On a spring day when most of the archway fish are outside in the canyon gorging on plankton, I set out on a special mission. Below the window a group of archway rocks receive a shifting patch of sunlight. Above them the surface ripples with deep blue. halos of white swirl around the sill. These influences act like lenses and filters so that all the rock crest sponges and corals shimmer and glow. A male green wrasse crosses my path as I swim down to them. My camera is adjusted for ultra close up. First I will try filming by natural light – then with floods. The wavering pulses of sunlight create a moody, dappled effect. For the life forms here direct sunshine is a rarity. So are windows in caves!

Grape-like clusters of purple stalked ascidians; a lime green nudibranch crawling over a lattice of bryozoan; a brown variable nudibranch sliding over a yellow sponge; a clown nudibranch on orange sponge, its magenta gills and feelers swaying. White anemones with apricot centres are feeding: I see tentacles fold down and stroke the mouth slit, transferring entrapped food particles like a bear fingering honey. Amongst delicate bryozoan floss crawls a minute sea slug palping its way with the four feelers on its head, waving processes (cerata) on its back.

Arrays of graceful flask sponges; spikes of white sponge like jagged needles of ice; golden tan feathery hydroids; fragile snowflake bryozoans furred with wispy white defensive bristles; a tubeworm with a yellow and orange trapdoor or operculum, surrounded by a web of mucous it has exuded to snare food. Close up views of richly textured encrusting sponges in chrome yellow, vermilion or emerald;  pocked with craters, sprigged with soft prickles or riddled with mine shafts. Orange clusters of pencil-thin Steganoporella  bryozoans nicely patterned with double helixes. Cup corals with all their translucent tentacles fully expanded, so I can discern  tiny white spots that are their stinging weapons: nematocysts. Suddenly my scene is invaded by a curious triplefin that pounces into the middle of a rich setting, gazing up with fey, blue-ringed eyes. I am lucky because it is hard to achieve such intimacy if I stalk this tiny creature with my camera.  Nearby a golden Yaldwyn’s triplefin in winter courtship colours peers up at me inquisitively with its flexible head.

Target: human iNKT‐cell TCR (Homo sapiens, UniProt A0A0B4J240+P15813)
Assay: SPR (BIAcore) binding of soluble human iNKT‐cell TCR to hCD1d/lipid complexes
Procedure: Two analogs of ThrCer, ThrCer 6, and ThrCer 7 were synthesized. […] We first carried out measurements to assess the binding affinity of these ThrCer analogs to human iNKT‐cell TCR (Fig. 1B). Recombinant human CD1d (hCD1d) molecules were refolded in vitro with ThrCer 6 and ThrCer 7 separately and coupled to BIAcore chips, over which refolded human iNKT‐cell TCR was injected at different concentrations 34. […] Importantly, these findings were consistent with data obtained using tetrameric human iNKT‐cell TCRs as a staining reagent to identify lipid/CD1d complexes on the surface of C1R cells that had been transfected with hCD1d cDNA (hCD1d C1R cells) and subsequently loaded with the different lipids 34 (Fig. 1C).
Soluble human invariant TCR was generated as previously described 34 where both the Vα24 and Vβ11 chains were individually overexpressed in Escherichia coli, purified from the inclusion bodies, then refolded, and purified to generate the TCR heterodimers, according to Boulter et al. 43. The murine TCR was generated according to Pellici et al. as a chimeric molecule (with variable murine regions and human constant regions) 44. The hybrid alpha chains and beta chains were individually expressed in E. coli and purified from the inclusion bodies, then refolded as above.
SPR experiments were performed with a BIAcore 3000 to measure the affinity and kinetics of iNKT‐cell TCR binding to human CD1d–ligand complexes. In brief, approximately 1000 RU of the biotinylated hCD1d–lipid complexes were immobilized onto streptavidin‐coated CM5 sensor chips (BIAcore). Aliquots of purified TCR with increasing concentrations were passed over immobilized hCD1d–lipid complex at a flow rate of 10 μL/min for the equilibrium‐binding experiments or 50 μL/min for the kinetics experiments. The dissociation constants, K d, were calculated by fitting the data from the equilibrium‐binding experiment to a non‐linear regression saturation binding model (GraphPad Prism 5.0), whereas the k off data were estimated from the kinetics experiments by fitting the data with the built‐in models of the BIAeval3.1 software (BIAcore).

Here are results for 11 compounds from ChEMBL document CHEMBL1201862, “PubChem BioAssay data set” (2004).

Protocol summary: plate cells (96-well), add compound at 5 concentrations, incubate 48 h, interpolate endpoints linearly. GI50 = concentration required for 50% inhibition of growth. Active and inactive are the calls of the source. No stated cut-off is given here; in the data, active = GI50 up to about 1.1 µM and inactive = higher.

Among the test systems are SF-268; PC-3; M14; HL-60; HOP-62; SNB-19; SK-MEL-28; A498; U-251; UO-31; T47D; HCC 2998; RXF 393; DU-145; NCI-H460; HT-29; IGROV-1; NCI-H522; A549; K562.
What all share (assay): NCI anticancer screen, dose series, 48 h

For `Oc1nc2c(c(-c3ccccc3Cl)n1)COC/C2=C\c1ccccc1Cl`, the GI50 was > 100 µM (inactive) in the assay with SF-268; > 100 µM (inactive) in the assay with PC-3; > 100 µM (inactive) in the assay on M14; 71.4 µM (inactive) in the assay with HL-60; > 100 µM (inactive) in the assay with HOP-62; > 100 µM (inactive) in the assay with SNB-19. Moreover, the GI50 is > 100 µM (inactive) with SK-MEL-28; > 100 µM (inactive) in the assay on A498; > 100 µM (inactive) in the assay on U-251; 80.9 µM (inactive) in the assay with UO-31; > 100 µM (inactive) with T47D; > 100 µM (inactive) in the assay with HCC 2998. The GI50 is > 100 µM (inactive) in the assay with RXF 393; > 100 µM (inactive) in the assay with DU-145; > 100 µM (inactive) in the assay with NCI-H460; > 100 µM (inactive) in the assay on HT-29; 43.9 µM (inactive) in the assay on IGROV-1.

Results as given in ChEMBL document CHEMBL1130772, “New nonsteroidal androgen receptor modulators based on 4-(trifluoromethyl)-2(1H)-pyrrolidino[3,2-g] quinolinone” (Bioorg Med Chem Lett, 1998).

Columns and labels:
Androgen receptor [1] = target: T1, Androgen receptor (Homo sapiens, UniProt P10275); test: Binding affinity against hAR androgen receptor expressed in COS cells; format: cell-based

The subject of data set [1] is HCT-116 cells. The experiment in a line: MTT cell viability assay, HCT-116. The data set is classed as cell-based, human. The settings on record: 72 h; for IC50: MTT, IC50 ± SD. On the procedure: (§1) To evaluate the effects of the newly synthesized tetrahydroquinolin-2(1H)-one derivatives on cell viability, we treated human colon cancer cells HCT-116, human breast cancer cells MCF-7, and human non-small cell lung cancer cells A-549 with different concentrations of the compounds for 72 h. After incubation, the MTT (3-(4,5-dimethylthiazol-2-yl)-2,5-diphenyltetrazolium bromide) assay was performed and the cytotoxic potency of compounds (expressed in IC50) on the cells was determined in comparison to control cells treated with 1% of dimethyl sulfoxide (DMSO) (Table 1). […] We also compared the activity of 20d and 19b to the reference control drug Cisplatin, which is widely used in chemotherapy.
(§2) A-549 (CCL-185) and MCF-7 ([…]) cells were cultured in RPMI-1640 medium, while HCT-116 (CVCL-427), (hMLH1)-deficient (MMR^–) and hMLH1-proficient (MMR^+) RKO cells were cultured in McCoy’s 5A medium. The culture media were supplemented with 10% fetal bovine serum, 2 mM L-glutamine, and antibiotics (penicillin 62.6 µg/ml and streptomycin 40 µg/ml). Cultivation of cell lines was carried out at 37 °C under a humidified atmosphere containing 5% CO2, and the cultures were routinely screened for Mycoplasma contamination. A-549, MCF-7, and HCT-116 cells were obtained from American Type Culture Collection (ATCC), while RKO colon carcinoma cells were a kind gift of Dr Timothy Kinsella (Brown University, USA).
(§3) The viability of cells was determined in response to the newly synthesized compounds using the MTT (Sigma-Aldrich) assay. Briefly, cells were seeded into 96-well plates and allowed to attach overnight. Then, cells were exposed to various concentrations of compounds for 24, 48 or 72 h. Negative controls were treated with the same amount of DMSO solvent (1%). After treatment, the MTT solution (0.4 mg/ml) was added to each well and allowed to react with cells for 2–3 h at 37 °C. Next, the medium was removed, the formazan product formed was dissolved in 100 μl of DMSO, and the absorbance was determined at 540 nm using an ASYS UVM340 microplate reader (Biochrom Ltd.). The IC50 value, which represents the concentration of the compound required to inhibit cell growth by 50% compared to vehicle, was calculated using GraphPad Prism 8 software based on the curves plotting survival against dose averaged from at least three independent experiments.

I have hardly moved. I can see no reason to shift. There is so much happening within an arm’s breadth. I am only a body length below. I have plenty of time and an infinity of subjects to record. Each time I return something new has developed. In March I encounter group sex: two pairs of clown nudibranchs in a row. Either side of them, pink, clockwise spirals of egg clusters.  Each individual is a hermaphrodite, able to produce eggs or to fertilise those of its bisexual companion.

Can life anywhere reach a greater diversity than in an ocean corridor with a constant flow of nutrients?  Blue Maomao Arch is modest by comparison with its grand neighbours, but it is by no means the least.

Extracted from Poor Knights Library. Website –

www.wadedoak.com


Recommended reading: Poor Knights Wonderland by Glenn Edney. Available through the Dive New Zealand store.